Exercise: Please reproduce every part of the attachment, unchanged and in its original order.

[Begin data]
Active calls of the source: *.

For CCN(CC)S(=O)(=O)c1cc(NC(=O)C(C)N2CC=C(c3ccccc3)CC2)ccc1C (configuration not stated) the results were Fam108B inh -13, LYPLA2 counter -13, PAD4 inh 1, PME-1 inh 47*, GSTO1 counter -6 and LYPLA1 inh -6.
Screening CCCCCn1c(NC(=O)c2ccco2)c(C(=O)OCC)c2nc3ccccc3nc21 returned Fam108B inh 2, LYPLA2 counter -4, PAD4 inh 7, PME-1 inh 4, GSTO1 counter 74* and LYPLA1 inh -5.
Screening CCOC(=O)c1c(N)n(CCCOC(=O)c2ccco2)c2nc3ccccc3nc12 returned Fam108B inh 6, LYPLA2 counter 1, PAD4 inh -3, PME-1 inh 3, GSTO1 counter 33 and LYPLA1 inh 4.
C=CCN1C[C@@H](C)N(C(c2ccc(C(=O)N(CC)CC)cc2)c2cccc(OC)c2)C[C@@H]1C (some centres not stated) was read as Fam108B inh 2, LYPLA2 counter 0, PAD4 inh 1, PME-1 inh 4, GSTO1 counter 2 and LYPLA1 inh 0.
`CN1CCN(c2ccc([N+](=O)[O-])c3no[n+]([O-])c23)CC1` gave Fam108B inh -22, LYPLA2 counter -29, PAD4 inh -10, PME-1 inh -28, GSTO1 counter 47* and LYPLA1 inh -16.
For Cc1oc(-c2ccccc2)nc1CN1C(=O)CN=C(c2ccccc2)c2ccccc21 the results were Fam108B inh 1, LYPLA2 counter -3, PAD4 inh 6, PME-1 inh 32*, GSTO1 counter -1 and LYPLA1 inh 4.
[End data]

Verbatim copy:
Active calls of the source: *.

For CCN(CC)S(=O)(=O)c1cc(NC(=O)C(C)N2CC=C(c3ccccc3)CC2)ccc1C (configuration not stated) the results were Fam108B inh -13, LYPLA2 counter -13, PAD4 inh 1, PME-1 inh 47*, GSTO1 counter -6 and LYPLA1 inh -6.
Screening CCCCCn1c(NC(=O)c2ccco2)c(C(=O)OCC)c2nc3ccccc3nc21 returned Fam108B inh 2, LYPLA2 counter -4, PAD4 inh 7, PME-1 inh 4, GSTO1 counter 74* and LYPLA1 inh -5.
Screening CCOC(=O)c1c(N)n(CCCOC(=O)c2ccco2)c2nc3ccccc3nc12 returned Fam108B inh 6, LYPLA2 counter 1, PAD4 inh -3, PME-1 inh 3, GSTO1 counter 33 and LYPLA1 inh 4.
C=CCN1C[C@@H](C)N(C(c2ccc(C(=O)N(CC)CC)cc2)c2cccc(OC)c2)C[C@@H]1C (some centres not stated) was read as Fam108B inh 2, LYPLA2 counter 0, PAD4 inh 1, PME-1 inh 4, GSTO1 counter 2 and LYPLA1 inh 0.
`CN1CCN(c2ccc([N+](=O)[O-])c3no[n+]([O-])c23)CC1` gave Fam108B inh -22, LYPLA2 counter -29, PAD4 inh -10, PME-1 inh -28, GSTO1 counter 47* and LYPLA1 inh -16.
For Cc1oc(-c2ccccc2)nc1CN1C(=O)CN=C(c2ccccc2)c2ccccc21 the results were Fam108B inh 1, LYPLA2 counter -3, PAD4 inh 6, PME-1 inh 32*, GSTO1 counter -1 and LYPLA1 inh 4.